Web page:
15 January 2021

How to Tackle Online University Learning in Lockdown

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Face-to-face teaching should be restricted to those reading subjects in these areas, and only where face to face teaching or placements are needed to deliver learning outcomes. Wherever possible, teaching and learning should be provided online(Department of Education)

Universities across the UK have introduced a series of changes to university teaching and to the accessibility of facilities / resources for students, in line with government restrictions on COVID-19.

With some students spending lockdown 3.0 pursuing their degree virtually from the family home or from their uni digs, the university experience this term will be hugely different for most students.

That’s why we’ve put together this blog. To help you adapt and respond to some of the key challenges you might be facing. It covers:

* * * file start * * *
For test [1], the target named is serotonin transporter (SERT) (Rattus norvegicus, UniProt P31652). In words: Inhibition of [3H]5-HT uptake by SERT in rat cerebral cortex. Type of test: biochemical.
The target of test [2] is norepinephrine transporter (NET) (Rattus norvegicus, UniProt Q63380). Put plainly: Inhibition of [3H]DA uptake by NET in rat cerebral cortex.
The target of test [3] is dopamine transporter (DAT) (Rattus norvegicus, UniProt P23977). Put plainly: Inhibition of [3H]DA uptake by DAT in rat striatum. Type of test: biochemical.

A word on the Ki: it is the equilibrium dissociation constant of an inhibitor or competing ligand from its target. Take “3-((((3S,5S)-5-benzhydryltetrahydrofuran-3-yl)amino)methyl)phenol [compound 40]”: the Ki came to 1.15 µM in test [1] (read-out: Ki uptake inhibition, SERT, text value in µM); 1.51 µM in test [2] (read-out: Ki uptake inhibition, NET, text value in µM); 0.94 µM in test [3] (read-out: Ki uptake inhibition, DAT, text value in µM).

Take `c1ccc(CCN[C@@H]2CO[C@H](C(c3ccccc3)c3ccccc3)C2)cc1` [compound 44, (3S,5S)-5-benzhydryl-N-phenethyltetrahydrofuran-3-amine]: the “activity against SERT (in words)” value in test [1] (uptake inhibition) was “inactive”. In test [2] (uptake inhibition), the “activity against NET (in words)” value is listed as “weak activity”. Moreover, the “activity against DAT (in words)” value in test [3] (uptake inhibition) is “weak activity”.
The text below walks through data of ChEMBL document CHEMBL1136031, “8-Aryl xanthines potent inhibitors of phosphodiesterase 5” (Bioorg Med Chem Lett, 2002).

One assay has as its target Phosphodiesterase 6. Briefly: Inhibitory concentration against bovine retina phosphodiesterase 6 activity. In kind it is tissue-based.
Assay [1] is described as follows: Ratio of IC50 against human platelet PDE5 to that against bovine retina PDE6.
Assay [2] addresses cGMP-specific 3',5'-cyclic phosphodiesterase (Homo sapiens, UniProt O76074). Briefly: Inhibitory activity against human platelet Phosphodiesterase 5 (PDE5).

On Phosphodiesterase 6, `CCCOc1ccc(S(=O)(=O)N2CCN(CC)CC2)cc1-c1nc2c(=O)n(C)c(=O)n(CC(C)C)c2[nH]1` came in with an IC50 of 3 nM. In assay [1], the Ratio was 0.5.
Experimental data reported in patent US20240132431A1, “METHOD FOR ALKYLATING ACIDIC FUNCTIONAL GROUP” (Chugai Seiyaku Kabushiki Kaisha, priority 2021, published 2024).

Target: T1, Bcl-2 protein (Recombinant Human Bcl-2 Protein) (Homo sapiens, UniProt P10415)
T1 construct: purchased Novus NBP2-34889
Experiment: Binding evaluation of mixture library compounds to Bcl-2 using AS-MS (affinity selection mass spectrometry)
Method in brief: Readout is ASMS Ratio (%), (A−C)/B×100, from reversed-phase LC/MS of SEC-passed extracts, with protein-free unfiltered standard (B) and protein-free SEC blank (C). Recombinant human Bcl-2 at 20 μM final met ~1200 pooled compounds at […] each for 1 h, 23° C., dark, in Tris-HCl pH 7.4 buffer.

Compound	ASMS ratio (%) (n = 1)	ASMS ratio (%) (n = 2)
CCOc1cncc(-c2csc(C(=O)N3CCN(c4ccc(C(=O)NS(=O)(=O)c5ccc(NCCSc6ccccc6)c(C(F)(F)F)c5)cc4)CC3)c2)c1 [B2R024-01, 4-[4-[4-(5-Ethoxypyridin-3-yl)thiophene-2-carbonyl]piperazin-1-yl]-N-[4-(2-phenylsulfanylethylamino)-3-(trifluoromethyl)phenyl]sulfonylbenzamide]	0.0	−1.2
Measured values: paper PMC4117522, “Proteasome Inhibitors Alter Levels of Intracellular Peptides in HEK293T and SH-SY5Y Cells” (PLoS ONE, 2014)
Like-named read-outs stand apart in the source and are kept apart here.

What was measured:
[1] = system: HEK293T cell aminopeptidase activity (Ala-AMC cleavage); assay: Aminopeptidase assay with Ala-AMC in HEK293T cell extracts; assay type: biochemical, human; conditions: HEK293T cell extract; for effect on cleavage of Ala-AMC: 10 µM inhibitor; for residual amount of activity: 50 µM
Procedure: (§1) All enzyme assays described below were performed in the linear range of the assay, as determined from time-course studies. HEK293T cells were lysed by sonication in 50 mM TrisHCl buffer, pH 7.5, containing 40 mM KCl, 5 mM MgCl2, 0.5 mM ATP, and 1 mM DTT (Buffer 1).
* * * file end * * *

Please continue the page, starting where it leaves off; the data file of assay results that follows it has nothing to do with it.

• How to organise your workload and stay productive with online teaching
  • Ways to keep yourself entertained during a national lockdown
  • How to look after your mental health this term

Keeping Organised and Productive

This term will be challenging. With changing guidelines in response to the shifting nature of coronavirus, it’s important that you take the steps to stay on top of things from the get-go!

#1 Get set-up and connected

First thing is first. You will need a timetable for this term.

As well as the name, date and time of your lecture or seminar, include the ‘virtual location.’

With teaching delivered through video softwares (like Zoom and MS Teams), it’s essential that you download relevant video meetings apps on your laptop, turn-on audio and camera permissions in your settings and jot down relevant access links/ sign-in details in advance.

If you can’t find this information drop your lecturer an email. After all, you don’t want to miss essential teaching because of technical difficulties or denied access.

With remote learning, communication is key. So keeping note of the emails of your lecturers in case of emergency or on-the-day connectivity issues, means you can get in touch quick.

#2 Establishing a Routine